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New Hampshire Delegation Reiterates Concerns to VA Over Policy that Prevents Veterans From Accessing Care to Address Chronic Pain

(Washington, DC) – U.S. Senators Jeanne Shaheen (D-NH) and Maggie Hassan (D-NH), joined by U.S. Representatives Annie Kuster and Chris Pappas, reiterated concerns over a change in policy at the Department of Veterans Affairs (VA) that limits veterans’ ability to access non-drug related therapies, such as muscle massage services and acupuncture, which can help veterans experiencing chronic pain.

“A 2014 study by the National Institutes of Health found that more than half of all U.S. veterans surveyed experienced pain in the previous three months,” the New Hampshire congressional delegation wrote in their letter to VA Secretary Robert Wilkie. “If not properly treated, pain can significantly reduce a veteran’s quality of life. While often managed with opioids, this approach carries with it a higher risk of substance use disorder, and is of particular concern for New Hampshire, which has the third highest death rate in the country for overdoses involving opioids. We encourage the VA to ensure coverage for evidence-based treatment for chronic pain, which can be an important tool for veterans to manage pain without the use of powerful opioids.”

The delegation continued, “As we have previously noted in hearings and discussions with your staff, recent changes in VA policy have made it more difficult for veterans in New Hampshire and around the country to access non-drug pain therapies, especially muscle massages. A provider must conduct an initial assessment of the veteran’s needs, then follow up after eight visits with a new communication to the VA that those therapies are still needed. This additional step places a significant bureaucratic burden on small local providers and may result in disruptions to care for the veteran. Additionally, the change in policy and insufficient communication with veterans and providers has led to confusion regarding the new policy and how it is being implemented.”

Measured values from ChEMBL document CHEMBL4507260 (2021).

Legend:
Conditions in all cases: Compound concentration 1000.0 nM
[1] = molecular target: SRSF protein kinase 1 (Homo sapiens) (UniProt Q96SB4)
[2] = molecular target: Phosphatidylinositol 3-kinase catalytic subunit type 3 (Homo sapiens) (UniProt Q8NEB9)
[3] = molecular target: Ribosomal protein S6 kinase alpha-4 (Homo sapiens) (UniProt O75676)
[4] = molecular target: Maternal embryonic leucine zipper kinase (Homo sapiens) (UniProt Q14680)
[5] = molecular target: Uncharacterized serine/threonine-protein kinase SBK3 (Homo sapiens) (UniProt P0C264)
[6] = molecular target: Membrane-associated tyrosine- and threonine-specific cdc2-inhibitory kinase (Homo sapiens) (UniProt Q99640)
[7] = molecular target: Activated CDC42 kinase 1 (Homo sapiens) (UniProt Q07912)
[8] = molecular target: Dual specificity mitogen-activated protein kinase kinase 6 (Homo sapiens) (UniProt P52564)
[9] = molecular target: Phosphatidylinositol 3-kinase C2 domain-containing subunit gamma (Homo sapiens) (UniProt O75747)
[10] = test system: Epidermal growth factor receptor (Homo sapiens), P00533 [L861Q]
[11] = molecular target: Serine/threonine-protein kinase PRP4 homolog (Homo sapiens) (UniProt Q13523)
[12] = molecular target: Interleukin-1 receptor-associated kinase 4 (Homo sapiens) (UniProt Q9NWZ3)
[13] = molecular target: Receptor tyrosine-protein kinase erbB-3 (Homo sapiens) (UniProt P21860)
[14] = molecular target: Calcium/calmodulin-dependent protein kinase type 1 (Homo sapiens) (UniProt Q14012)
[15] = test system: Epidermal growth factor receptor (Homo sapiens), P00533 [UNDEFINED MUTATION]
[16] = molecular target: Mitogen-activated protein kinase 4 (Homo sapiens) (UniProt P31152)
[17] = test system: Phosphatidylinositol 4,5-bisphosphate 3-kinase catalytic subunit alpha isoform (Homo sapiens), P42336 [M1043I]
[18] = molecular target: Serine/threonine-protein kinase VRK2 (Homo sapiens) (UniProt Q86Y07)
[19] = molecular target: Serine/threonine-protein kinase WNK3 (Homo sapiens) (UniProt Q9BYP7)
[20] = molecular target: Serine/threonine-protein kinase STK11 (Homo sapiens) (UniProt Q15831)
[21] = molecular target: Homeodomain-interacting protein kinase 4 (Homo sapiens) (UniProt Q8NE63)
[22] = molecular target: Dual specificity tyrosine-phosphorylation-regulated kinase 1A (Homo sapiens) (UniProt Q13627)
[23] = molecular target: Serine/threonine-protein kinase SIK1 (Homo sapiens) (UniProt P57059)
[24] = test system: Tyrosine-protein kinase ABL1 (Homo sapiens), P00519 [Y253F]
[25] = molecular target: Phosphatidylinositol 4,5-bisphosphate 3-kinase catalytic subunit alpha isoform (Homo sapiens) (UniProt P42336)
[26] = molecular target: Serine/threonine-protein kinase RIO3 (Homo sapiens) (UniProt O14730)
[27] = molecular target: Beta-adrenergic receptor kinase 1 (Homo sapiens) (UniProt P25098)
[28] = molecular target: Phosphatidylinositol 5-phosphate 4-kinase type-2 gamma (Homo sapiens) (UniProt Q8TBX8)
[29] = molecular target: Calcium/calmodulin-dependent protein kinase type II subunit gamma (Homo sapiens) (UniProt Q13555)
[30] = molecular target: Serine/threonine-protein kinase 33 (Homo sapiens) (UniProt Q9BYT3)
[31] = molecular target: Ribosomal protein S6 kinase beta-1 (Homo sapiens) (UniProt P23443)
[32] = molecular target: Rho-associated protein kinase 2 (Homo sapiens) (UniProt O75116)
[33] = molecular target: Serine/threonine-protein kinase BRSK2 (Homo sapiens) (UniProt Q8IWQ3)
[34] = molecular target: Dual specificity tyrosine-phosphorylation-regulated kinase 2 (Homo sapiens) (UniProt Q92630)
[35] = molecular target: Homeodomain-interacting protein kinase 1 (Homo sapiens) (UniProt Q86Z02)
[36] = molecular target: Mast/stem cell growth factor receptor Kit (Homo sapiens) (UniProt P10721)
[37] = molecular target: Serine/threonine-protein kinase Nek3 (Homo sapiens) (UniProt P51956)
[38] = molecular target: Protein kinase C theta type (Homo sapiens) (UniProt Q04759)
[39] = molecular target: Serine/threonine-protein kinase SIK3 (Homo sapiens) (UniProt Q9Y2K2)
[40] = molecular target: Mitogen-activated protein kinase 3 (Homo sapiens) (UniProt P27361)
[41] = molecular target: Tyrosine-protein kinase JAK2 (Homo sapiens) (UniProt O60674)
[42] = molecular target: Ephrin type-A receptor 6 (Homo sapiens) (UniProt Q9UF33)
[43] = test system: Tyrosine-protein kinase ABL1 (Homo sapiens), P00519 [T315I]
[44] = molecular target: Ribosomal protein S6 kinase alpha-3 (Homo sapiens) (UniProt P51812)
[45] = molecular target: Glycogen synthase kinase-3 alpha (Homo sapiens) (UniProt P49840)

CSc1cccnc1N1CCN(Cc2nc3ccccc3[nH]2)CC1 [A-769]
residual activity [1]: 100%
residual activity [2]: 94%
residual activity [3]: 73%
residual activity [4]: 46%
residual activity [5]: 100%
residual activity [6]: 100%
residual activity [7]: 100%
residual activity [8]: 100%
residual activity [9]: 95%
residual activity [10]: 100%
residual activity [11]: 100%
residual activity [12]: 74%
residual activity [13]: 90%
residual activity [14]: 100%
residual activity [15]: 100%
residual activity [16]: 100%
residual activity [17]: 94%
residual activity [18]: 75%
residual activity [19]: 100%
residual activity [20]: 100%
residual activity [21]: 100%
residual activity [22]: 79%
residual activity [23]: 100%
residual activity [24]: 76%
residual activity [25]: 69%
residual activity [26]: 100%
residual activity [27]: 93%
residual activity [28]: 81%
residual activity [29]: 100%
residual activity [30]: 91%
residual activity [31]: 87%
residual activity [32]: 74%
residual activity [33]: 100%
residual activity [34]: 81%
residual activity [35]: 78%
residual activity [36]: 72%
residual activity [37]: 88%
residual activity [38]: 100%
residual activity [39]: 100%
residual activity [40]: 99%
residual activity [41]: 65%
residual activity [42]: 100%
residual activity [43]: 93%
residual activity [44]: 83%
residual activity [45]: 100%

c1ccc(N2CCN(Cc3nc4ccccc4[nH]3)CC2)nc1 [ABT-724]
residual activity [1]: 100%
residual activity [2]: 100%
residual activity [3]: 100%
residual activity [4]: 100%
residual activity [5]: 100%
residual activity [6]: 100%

In their letter, the delegation asks the VA questions about why it implemented such changes, as well as what outreach it did to consult veterans and providers prior to the changes, and what outreach it is conducting to veterans and providers now regarding the policy.

In May, Senators Shaheen and Hassan joined their colleagues in introducing legislation to ensure that veterans and their representatives have 48 hours to review and dispute disability claims before they are finalized to make sure that veterans don’t lose out on the benefits that they have earned and deserve. The Senators are also pushing the VA to strengthen New Hampshire veterans’ access to telehealth as the COVID-19 pandemic continues to spread.

Read the full letter from the delegation here.